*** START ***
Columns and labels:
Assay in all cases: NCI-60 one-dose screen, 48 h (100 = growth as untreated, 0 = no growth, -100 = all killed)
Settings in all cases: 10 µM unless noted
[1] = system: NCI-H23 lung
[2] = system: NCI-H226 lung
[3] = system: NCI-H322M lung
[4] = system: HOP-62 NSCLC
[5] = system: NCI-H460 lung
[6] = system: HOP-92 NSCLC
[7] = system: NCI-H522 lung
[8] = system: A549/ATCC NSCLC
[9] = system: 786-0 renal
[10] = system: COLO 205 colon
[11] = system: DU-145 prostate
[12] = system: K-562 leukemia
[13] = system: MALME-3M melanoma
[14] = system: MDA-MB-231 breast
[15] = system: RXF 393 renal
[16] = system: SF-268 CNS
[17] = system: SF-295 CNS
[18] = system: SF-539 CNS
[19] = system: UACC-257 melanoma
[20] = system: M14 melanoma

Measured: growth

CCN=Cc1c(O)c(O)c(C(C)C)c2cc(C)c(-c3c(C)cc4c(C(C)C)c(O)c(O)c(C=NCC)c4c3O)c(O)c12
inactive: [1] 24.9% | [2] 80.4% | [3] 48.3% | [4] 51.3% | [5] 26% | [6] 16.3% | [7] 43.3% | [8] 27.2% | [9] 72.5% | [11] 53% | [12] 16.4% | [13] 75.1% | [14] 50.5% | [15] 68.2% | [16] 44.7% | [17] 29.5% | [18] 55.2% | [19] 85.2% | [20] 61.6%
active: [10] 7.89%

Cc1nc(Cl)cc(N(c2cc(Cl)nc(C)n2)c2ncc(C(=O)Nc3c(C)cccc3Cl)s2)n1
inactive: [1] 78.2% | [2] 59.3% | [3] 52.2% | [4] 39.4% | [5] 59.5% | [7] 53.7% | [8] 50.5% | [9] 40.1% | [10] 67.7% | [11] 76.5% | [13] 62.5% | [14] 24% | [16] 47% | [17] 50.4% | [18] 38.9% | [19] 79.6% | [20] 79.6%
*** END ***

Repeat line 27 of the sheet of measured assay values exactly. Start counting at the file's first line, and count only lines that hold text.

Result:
active: [10] 7.89%